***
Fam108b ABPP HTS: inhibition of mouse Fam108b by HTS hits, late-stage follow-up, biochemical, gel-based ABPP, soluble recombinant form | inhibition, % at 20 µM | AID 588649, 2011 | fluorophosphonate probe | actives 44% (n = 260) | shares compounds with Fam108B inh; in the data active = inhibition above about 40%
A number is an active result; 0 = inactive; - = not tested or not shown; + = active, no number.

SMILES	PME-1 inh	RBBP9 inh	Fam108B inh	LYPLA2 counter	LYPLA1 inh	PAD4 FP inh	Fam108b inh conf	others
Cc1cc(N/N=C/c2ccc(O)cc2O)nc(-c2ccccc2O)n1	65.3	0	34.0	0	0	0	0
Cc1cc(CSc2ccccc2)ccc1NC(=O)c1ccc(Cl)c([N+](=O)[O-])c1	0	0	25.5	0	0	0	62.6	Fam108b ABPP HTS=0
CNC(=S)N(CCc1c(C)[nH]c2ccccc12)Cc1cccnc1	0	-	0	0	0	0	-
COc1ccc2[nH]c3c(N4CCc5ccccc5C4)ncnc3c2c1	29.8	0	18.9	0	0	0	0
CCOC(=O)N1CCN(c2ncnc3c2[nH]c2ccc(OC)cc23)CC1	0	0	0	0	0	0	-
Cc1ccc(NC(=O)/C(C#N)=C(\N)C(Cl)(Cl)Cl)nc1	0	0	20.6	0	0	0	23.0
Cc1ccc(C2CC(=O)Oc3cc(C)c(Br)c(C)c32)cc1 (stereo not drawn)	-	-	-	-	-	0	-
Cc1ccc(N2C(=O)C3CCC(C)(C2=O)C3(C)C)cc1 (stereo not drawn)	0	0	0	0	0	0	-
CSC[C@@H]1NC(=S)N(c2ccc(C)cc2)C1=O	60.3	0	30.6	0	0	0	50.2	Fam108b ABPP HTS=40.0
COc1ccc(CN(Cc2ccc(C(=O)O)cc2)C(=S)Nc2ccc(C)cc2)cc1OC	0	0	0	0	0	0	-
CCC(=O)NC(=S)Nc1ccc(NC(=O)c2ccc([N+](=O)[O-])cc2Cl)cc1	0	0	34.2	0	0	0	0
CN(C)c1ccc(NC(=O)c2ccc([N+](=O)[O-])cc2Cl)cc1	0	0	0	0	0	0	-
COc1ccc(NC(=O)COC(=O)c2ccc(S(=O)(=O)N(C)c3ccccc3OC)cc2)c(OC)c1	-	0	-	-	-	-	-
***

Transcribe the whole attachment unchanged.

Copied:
Fam108b ABPP HTS: inhibition of mouse Fam108b by HTS hits, late-stage follow-up, biochemical, gel-based ABPP, soluble recombinant form | inhibition, % at 20 µM | AID 588649, 2011 | fluorophosphonate probe | actives 44% (n = 260) | shares compounds with Fam108B inh; in the data active = inhibition above about 40%
A number is an active result; 0 = inactive; - = not tested or not shown; + = active, no number.

SMILES	PME-1 inh	RBBP9 inh	Fam108B inh	LYPLA2 counter	LYPLA1 inh	PAD4 FP inh	Fam108b inh conf	others
Cc1cc(N/N=C/c2ccc(O)cc2O)nc(-c2ccccc2O)n1	65.3	0	34.0	0	0	0	0
Cc1cc(CSc2ccccc2)ccc1NC(=O)c1ccc(Cl)c([N+](=O)[O-])c1	0	0	25.5	0	0	0	62.6	Fam108b ABPP HTS=0
CNC(=S)N(CCc1c(C)[nH]c2ccccc12)Cc1cccnc1	0	-	0	0	0	0	-
COc1ccc2[nH]c3c(N4CCc5ccccc5C4)ncnc3c2c1	29.8	0	18.9	0	0	0	0
CCOC(=O)N1CCN(c2ncnc3c2[nH]c2ccc(OC)cc23)CC1	0	0	0	0	0	0	-
Cc1ccc(NC(=O)/C(C#N)=C(\N)C(Cl)(Cl)Cl)nc1	0	0	20.6	0	0	0	23.0
Cc1ccc(C2CC(=O)Oc3cc(C)c(Br)c(C)c32)cc1 (stereo not drawn)	-	-	-	-	-	0	-
Cc1ccc(N2C(=O)C3CCC(C)(C2=O)C3(C)C)cc1 (stereo not drawn)	0	0	0	0	0	0	-
CSC[C@@H]1NC(=S)N(c2ccc(C)cc2)C1=O	60.3	0	30.6	0	0	0	50.2	Fam108b ABPP HTS=40.0
COc1ccc(CN(Cc2ccc(C(=O)O)cc2)C(=S)Nc2ccc(C)cc2)cc1OC	0	0	0	0	0	0	-
CCC(=O)NC(=S)Nc1ccc(NC(=O)c2ccc([N+](=O)[O-])cc2Cl)cc1	0	0	34.2	0	0	0	0
CN(C)c1ccc(NC(=O)c2ccc([N+](=O)[O-])cc2Cl)cc1	0	0	0	0	0	0	-
COc1ccc(NC(=O)COC(=O)c2ccc(S(=O)(=O)N(C)c3ccccc3OC)cc2)c(OC)c1	-	0	-	-	-	-	-